Another common belief is that fasting may first utilize lean tissue mass for energy instead of body fat. Furthermore, consistent with the notion above that metabolism declines due to fasting, leading to an expectation that body fat % would increase due to fasting. Instead our data below (figure bottom, left) reveal a significant decline in body fat due to fasting in ScientificAmeriKen, that did not fully return to baseline levels at the conclusion of this experiment. Body fat measurement was much more sporadic in wife with the greatest decline in body fat occurring after the fasting period. Although it is unclear where her baseline position was it does appear fasting resulted in a net decline in body fat %. Additionally, fasting also resulted in a roughly 5% decline in waist and belly circumference in wife, although no such decline was observed in ScientificAmeriKen (Figure bottom, right).
Impacts on muscle mass and function
As suggested above, warnings surrounding fasting include the possibility of loss of muscle mass and strength. To test this, measurements of bicep circumference were taken before, during and after the 3 day fast (Figure below, left). Essentially no noticeable change (i.e. change greater than 2%) was seen in either ScientificAmeriKen or wife. These findings are surprising considering ScientificAmeriKen was completing push-ups during this time, however, perhaps not to the extent that would lead to an increase in muscle size. Despite having no gain in bicep circumference, ScientificAmeriKen did increase the maximum number of push-up repetitions throughout the experiment, including during the fast period. Despite these gains, fasting seemed to dramatically affect the recovery rate from the exercise. Taken together, fasting did not seem to have significant impacts on muscle mass and strength.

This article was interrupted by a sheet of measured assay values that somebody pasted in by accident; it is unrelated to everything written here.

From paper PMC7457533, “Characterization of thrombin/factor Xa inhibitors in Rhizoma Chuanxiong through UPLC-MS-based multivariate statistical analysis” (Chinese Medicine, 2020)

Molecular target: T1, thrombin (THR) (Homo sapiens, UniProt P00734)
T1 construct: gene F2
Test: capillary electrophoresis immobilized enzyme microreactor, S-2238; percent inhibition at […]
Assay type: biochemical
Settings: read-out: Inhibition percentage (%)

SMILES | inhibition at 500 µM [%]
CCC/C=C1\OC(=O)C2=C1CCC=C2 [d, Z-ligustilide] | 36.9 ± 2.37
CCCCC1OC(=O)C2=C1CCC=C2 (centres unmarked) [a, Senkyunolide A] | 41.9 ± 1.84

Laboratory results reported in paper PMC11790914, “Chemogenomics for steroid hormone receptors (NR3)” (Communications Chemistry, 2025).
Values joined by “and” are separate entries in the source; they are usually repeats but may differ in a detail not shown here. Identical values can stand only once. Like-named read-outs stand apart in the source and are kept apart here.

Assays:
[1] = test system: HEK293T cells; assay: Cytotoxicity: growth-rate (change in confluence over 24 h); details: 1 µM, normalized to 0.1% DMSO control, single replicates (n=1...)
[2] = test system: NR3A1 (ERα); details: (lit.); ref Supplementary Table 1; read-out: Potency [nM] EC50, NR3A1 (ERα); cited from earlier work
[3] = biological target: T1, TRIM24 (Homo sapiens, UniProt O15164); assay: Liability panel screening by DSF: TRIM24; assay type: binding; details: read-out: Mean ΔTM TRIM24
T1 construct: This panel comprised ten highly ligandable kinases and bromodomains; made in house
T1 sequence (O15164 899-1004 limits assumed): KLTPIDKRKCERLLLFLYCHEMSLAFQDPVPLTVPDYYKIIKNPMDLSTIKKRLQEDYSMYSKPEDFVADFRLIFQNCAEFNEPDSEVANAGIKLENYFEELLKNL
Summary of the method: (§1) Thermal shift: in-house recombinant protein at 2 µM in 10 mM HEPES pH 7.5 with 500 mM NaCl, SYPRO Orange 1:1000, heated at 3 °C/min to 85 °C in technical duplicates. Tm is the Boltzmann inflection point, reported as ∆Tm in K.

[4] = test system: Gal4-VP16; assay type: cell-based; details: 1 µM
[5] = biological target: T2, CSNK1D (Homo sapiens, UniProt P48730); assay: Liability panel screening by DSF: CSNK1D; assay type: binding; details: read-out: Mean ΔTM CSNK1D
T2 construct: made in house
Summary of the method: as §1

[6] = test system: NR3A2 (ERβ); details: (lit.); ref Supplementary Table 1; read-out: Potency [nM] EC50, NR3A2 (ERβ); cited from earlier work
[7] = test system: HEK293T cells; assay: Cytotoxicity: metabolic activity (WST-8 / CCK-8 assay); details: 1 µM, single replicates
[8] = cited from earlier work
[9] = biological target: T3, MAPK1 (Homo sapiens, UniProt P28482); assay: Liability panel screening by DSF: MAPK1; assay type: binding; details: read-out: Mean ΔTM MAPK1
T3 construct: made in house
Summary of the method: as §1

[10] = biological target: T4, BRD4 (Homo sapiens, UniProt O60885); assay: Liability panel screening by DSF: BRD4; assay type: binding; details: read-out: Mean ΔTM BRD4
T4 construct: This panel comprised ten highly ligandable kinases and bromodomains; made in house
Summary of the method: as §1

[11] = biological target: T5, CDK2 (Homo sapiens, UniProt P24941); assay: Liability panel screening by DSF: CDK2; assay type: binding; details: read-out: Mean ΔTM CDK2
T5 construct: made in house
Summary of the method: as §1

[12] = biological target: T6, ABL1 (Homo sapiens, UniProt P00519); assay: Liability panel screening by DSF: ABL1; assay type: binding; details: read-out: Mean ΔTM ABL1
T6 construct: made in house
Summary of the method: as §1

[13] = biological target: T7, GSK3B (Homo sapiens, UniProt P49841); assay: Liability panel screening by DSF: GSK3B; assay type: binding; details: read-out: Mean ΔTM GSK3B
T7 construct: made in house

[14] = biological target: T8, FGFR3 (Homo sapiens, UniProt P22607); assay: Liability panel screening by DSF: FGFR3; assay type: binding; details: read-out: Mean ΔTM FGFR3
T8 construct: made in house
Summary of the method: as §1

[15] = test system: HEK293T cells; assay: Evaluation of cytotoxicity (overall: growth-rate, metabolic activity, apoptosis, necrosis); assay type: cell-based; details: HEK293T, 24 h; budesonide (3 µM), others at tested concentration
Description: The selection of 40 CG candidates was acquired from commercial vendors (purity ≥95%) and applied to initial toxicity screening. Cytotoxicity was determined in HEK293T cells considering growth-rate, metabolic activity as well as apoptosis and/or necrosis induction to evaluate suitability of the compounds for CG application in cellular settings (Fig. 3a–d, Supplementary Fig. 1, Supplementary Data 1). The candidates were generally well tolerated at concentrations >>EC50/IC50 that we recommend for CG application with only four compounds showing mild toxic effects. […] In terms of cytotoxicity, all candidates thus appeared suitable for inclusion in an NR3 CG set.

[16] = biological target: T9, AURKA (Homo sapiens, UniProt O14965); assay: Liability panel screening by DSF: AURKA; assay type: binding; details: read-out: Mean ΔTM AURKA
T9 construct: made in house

Impacts on the immune system
A 2014 study found that fasting had dramatically improved the immune system (Link) and as ScientificAmeriKen was frequently sick (likely due to child initiating pre-school), he became motivated by this study to attempt this experiment. Surprisingly, both the number of times becoming sick (~3) and the duration of each illness, were dramatically reduced compared to the previous two years. However, during the follow-up fast one year and a week later, Scientific AmeriKen caught a cold - with the illness lasting a lengthy week and a half. In all it remains unclear if fasting is beneficial for ScientificAmeriKen's immune system.
One phrase to summarize the conclusion of this study would be, "what if you fasted for three days... and nothing happened...!". Indeed, within 1 week of completing the fast most parameters returned to baseline levels. Generally speaking, this phenomenon was similar in the female participant, with the exception of potential, but somewhat unclear, changes in midline measurements and body fat %. Yet, despite the apparent lack of impacts on body weight, a much more positive spin could be that fasting prevented the weight gain associated with thanksgiving gluttony. Although this finding is quite meritorious, fasting during this time comes at huge cost as wonderful thanksgiving left overs were accessible, yet frustratingly untouchable. To avoid this mental anguish, on the next fast attempt, ScientificAmeriKen performed the three day fast one week after Thanksgiving and found the process much easier to accomplish. As a final note, although the impacts of a single three-day fast did not appear to have long term impacts, it still remains unclear whether repeated or intermittent fasting could have the impacts discussed above. Nonetheless, ScientificAmeriKen nor wife have any desire to pursue this research further and will gladly await the pill form of these potential health benefits.
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Download the raw data of this experiment.